Can Don Mattingly Effectively Construct the Dodgers Lineup?

Let me start by saying that I love the Dodgers.  And I like Donnie Baseball.  I never have been and never will be overly fond of the Yankees (at least they’re not the Giants, right?), but I was always OK with Don Mattingly.  So maybe when I say I ‘like’ him, I’m using the word like’ a little loosely.  But I am not looking to start a witch-hunt here, unless of course by ‘witch’ you mean ‘win’.  Let’s call this a win-hunt instead.

Mandatory credit: Don McPeak-USA TODAY Sports

Spoiler alert.  The answer to the title of this article is…  Drum roll please…  NO.  No, he cannot effectively construct the Dodgers lineup.  I started this article realizing that there were plenty of Dodger fans that do believe in Mattingly, and for that reason I wanted to tread lightly.  But the more I looked into it, the more perplexing and infuriating it became. Before you think me bias, let me start by defending him – at least as much as I can.  The team that Colletti gave us last year was a below average offensive team.  Obviously a lot of that is because of the restrictions bestowed upon us by McCourt.  And the Dodgers never dropped below .500.  I am not trying to downplay that – see this as a victory.  The Dodgers offense was roughly 9% below average, after adjusting for park effects, and yet they were a winning ball club all year long and in fact spent 88 games in first place.

Now the flip side.  For starters, the head scratching decision to bat Dee Gordon 1st.  Just because a player is fast does not mean he should bat first.  Dee Gordon has potential.  Dee Gordon I like, and I do not say that sarcastically.  But Dee Gordon cannot hit and never demonstrated ideal lead-off capabilities even in the minors.  The LA Times questioned Mattingly on April 28.  Mattingly responded “We’ll keep riding this thing… For me, with Dee, it’s all part of it.  You didn’t think he was going to come up and tear it up.”  Dee was batting .224 with a .268 OBP at the time, while also leading the majors in caught-stealing.  And even Mattingly stated he did not expect great success from Gordon.  Which begs the question, why on earth bat him lead-off?  This is not a knock against Gordon – this is a knock against his manager for continuing to put him in the spot, which as I would surmise caused the inexperienced youngster to struggle.  Besides the bizarre decision to hit Gordon cleanup on May 2 and an 11 game stint batting 8th in late May/early June, Gordon was our full time lead-off hitter until the fourth of July.  For those that don’t remember, that’s when he hit the DL.  Dee had an abysmal year with a .280 OBP and registered 42% worse than your average NL hitter.  The ONLY time Dee hit decently was – you guessed it, in the 11 game stint hitting 8th.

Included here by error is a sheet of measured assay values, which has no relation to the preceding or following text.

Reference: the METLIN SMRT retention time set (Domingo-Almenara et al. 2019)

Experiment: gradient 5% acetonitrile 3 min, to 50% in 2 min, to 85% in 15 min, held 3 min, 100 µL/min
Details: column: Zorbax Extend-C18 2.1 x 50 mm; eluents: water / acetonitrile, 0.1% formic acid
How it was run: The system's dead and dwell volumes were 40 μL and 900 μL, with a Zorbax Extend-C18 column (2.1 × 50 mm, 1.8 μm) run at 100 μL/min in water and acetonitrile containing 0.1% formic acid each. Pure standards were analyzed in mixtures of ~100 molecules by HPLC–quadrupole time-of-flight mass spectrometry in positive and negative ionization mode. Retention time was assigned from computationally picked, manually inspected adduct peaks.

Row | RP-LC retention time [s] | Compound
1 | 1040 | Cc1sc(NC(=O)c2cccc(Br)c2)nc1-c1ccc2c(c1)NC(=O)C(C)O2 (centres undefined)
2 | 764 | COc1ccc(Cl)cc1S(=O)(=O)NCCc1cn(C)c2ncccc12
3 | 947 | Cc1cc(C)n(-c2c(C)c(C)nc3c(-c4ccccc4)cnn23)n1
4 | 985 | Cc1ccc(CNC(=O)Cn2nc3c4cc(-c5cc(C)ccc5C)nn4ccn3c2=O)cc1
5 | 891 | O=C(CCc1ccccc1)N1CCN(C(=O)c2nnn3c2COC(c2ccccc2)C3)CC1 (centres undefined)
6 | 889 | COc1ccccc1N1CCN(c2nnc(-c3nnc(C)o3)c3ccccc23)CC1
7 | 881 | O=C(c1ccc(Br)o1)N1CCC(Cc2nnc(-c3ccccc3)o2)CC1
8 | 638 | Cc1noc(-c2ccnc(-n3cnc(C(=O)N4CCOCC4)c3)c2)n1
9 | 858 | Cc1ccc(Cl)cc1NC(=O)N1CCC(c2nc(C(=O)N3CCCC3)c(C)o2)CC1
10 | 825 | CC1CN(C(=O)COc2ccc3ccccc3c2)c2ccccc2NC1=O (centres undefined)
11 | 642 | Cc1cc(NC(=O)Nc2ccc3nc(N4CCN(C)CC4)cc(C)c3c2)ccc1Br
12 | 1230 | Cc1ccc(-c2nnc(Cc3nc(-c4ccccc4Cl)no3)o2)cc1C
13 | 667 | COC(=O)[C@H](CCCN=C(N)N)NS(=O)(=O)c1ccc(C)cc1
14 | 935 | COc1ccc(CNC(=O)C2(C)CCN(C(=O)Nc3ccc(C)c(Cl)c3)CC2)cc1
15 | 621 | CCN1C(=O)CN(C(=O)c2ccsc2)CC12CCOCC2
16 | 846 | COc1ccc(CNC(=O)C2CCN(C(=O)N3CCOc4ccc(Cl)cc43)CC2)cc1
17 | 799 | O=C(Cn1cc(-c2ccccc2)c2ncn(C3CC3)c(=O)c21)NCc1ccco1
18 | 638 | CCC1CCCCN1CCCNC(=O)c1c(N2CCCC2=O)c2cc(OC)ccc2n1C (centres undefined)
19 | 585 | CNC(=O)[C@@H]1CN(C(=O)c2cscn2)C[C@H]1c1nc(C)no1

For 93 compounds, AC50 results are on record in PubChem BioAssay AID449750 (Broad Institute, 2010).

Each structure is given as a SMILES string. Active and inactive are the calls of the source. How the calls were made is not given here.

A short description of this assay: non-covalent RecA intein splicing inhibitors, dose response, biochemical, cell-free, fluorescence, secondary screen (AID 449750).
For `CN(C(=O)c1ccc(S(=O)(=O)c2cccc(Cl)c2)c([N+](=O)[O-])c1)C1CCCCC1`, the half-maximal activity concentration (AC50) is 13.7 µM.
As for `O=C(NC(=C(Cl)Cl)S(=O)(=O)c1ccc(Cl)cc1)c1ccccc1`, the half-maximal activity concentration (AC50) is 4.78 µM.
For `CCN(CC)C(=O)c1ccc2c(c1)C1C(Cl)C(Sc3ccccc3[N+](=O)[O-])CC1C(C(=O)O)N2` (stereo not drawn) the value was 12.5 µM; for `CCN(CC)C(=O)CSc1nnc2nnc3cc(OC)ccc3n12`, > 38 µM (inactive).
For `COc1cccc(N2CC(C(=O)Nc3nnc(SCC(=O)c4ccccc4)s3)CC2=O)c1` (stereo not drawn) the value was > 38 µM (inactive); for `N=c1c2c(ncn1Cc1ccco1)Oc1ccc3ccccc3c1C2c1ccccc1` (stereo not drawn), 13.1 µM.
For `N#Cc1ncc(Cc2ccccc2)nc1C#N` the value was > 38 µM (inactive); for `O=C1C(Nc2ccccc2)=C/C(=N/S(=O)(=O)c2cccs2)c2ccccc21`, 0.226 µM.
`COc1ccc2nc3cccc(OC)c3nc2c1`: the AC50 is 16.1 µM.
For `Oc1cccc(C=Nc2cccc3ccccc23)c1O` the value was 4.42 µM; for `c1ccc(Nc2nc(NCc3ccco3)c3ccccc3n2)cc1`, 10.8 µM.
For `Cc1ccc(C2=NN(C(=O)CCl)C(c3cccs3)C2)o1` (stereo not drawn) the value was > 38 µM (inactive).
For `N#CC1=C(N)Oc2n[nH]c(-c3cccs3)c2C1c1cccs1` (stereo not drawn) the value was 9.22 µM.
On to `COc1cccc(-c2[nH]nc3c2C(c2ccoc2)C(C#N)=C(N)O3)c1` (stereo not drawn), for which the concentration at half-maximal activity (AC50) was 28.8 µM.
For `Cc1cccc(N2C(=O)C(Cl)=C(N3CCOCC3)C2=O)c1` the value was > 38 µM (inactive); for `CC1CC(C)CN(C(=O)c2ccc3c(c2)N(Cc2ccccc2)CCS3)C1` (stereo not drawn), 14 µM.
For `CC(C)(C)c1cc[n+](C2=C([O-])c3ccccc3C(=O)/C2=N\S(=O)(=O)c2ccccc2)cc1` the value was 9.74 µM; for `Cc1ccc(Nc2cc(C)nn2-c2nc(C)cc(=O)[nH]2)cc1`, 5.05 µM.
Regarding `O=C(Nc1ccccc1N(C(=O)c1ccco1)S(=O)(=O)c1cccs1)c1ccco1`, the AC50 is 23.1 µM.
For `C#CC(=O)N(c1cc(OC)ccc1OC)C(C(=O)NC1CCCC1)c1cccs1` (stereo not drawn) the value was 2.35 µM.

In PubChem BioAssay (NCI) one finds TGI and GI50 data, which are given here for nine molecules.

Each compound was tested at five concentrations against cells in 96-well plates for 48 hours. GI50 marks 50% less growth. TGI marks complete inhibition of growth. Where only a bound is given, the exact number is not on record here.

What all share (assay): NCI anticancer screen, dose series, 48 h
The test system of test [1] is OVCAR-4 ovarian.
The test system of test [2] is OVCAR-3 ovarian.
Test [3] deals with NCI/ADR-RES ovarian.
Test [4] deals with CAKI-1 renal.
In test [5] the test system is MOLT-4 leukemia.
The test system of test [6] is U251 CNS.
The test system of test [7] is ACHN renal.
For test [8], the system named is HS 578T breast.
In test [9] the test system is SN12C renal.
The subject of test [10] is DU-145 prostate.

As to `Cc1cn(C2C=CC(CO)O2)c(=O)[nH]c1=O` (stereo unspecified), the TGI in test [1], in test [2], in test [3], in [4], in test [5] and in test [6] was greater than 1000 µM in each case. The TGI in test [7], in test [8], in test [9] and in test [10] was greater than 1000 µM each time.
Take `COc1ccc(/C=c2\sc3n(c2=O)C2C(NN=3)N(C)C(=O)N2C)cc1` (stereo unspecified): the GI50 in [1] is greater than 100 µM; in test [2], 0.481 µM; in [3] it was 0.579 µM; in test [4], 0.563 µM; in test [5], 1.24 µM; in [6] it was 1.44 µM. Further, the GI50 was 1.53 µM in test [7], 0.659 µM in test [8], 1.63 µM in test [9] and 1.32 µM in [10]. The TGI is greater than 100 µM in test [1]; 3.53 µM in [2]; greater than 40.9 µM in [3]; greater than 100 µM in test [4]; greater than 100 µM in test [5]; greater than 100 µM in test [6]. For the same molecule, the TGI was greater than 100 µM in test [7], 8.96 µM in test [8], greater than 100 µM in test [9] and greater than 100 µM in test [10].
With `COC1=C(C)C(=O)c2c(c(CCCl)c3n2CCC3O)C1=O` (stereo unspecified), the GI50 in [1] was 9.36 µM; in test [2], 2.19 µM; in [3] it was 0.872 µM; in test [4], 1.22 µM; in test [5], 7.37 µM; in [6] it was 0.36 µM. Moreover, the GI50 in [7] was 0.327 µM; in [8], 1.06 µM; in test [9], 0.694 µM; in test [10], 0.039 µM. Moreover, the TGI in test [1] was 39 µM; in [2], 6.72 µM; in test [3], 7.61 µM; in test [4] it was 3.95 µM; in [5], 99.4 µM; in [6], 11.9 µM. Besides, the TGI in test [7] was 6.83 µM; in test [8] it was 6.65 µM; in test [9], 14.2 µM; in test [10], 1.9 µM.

Next let’s tackle Juan Uribe.  I mean literally.  Tell me where he is and I will wait in the shadows until he walks by and then tackle him.  I wouldn’t be concerned about him turning around and hitting me – he would be sure to swing and miss.  How Uribe, with his .191 AVG and .258 OBP found his way into our lineup in 62 different games is beyond me.  It’s beyond anyone.  I can’t even stand typing about him anymore.  Moving on.

AJ Ellis got on base at the 7th highest rate in the entire national league last year!  He spent all of 5 games hitting second in the lineup.  From July 16 through the rest of the year, every time his name was on that card in the dugout he was slotted in the 8 spot.  The Dodgers were in first place by a half game as late as August 19th last year only to see that fall to 10 games behind by September 20.  Ellis remained in that last spot in the lineup, even though no other team in the national league had a better top of the order hitter available except for the Rockies.  I say that because although there were others with a better OBP than him, you’re not going to bat the likes of a Ryan Braun and Andrew McCutchen in a top slot.  No.  Only the Rockies Dexter Fowler, who admittedly profiles as a more traditional top-of-the-order type, was a more obvious candidate.  And yet Ellis remained at the bottom, and the Dodgers continued to lose.  And lose.  And lose.  And we had to endure Loney batting two spots ahead of him.  But hey, let’s stick with what’s not working, right?

The poor lineup decisions don’t end there.  As I edit this article I’ve decided to delete the other sections.  Sections that rant about Guerra starting the season as the closer and a very effective Jerry Hairston losing playing time to the aforementioned big bats of Juan Uribe and James Loney.  And not bringing in Abreu to pinch hit for Gordon when our season was on the line in our elimination game. I wanted to keep this piece as a win-hunt and that seems to be bordering on witch-hunt.

2013 is going to be an exciting year, but it’s also a year where Mattingly is on the hot seat.  You’ve been given all the tools, Donnie.  Now let’s show the world you have at least the slightest idea how to use them.  In 2013, losing is not an option.

Topics: A.J. Ellis, Dee Gordon, Don Mattingly, Jerry Hairston Jr., Juan Uribe, Los Angeles Dodgers, Ned Colletti

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  • AaronKnuckleCurve

    well put!

  • Sad Dodger

    The Dodgers historically play a lot of close games which requires the manager to make game winning decisions. Mattingly appears to be intimidated by the high profile players which equates to him justifying losses with over used baseball jargon because he won’t or can’t make a decision. With our line up we need a base steeler hitting 8th and someone with good bat control leading off.

    • http://twitter.com/LasordasLair LasordasLair

      He has become very good at being a spin doctor when talking to the media.

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